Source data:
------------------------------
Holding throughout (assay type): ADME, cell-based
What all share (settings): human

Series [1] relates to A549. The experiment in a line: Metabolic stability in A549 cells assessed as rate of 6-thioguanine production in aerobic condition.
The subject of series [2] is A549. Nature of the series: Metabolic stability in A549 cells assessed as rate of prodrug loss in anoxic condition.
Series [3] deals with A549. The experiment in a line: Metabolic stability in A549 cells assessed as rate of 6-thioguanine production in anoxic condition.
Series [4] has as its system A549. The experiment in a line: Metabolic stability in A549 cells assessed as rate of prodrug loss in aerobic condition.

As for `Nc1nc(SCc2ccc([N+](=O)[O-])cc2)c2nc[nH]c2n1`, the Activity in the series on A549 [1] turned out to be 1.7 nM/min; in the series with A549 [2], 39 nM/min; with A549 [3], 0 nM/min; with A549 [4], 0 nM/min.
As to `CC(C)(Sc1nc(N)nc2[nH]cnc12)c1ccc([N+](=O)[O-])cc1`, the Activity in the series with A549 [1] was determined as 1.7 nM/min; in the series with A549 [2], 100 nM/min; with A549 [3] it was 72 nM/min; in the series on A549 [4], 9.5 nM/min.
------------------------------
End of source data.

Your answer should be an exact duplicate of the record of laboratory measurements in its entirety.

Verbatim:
Holding throughout (assay type): ADME, cell-based
What all share (settings): human

Series [1] relates to A549. The experiment in a line: Metabolic stability in A549 cells assessed as rate of 6-thioguanine production in aerobic condition.
The subject of series [2] is A549. Nature of the series: Metabolic stability in A549 cells assessed as rate of prodrug loss in anoxic condition.
Series [3] deals with A549. The experiment in a line: Metabolic stability in A549 cells assessed as rate of 6-thioguanine production in anoxic condition.
Series [4] has as its system A549. The experiment in a line: Metabolic stability in A549 cells assessed as rate of prodrug loss in aerobic condition.

As for `Nc1nc(SCc2ccc([N+](=O)[O-])cc2)c2nc[nH]c2n1`, the Activity in the series on A549 [1] turned out to be 1.7 nM/min; in the series with A549 [2], 39 nM/min; with A549 [3], 0 nM/min; with A549 [4], 0 nM/min.
As to `CC(C)(Sc1nc(N)nc2[nH]cnc12)c1ccc([N+](=O)[O-])cc1`, the Activity in the series with A549 [1] was determined as 1.7 nM/min; in the series with A549 [2], 100 nM/min; with A549 [3] it was 72 nM/min; in the series on A549 [4], 9.5 nM/min.